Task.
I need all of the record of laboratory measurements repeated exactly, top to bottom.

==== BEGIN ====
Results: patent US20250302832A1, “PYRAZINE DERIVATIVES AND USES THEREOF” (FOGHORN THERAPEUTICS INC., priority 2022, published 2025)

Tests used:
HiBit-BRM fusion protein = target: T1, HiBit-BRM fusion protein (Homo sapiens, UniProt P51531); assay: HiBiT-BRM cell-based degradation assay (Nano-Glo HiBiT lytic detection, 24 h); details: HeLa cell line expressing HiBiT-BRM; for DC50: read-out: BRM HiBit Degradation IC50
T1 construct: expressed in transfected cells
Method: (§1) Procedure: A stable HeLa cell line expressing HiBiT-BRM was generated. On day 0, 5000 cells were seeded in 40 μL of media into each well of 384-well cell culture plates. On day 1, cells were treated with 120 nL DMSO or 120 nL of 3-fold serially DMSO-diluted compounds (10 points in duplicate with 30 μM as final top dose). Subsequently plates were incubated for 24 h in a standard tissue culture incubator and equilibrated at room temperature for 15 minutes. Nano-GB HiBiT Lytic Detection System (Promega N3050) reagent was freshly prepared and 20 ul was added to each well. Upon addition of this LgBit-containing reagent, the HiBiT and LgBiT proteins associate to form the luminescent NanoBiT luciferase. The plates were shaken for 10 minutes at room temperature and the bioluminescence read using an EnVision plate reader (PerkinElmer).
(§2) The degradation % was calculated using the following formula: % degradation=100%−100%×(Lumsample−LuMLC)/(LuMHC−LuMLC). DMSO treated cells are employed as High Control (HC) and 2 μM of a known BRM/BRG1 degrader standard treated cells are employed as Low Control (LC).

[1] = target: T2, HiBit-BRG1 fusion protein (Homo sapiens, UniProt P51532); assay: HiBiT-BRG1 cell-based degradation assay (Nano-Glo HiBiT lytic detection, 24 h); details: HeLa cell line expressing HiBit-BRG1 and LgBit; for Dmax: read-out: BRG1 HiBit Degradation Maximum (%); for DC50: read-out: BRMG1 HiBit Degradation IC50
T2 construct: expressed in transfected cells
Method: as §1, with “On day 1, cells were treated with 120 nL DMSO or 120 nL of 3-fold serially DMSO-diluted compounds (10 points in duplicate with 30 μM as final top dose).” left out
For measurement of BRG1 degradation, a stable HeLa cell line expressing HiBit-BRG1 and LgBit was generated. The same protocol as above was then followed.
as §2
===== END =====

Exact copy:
Results: patent US20250302832A1, “PYRAZINE DERIVATIVES AND USES THEREOF” (FOGHORN THERAPEUTICS INC., priority 2022, published 2025)

Tests used:
HiBit-BRM fusion protein = target: T1, HiBit-BRM fusion protein (Homo sapiens, UniProt P51531); assay: HiBiT-BRM cell-based degradation assay (Nano-Glo HiBiT lytic detection, 24 h); details: HeLa cell line expressing HiBiT-BRM; for DC50: read-out: BRM HiBit Degradation IC50
T1 construct: expressed in transfected cells
Method: (§1) Procedure: A stable HeLa cell line expressing HiBiT-BRM was generated. On day 0, 5000 cells were seeded in 40 μL of media into each well of 384-well cell culture plates. On day 1, cells were treated with 120 nL DMSO or 120 nL of 3-fold serially DMSO-diluted compounds (10 points in duplicate with 30 μM as final top dose). Subsequently plates were incubated for 24 h in a standard tissue culture incubator and equilibrated at room temperature for 15 minutes. Nano-GB HiBiT Lytic Detection System (Promega N3050) reagent was freshly prepared and 20 ul was added to each well. Upon addition of this LgBit-containing reagent, the HiBiT and LgBiT proteins associate to form the luminescent NanoBiT luciferase. The plates were shaken for 10 minutes at room temperature and the bioluminescence read using an EnVision plate reader (PerkinElmer).
(§2) The degradation % was calculated using the following formula: % degradation=100%−100%×(Lumsample−LuMLC)/(LuMHC−LuMLC). DMSO treated cells are employed as High Control (HC) and 2 μM of a known BRM/BRG1 degrader standard treated cells are employed as Low Control (LC).

[1] = target: T2, HiBit-BRG1 fusion protein (Homo sapiens, UniProt P51532); assay: HiBiT-BRG1 cell-based degradation assay (Nano-Glo HiBiT lytic detection, 24 h); details: HeLa cell line expressing HiBit-BRG1 and LgBit; for Dmax: read-out: BRG1 HiBit Degradation Maximum (%); for DC50: read-out: BRMG1 HiBit Degradation IC50
T2 construct: expressed in transfected cells
Method: as §1, with “On day 1, cells were treated with 120 nL DMSO or 120 nL of 3-fold serially DMSO-diluted compounds (10 points in duplicate with 30 μM as final top dose).” left out
For measurement of BRG1 degradation, a stable HeLa cell line expressing HiBit-BRG1 and LgBit was generated. The same protocol as above was then followed.
as §2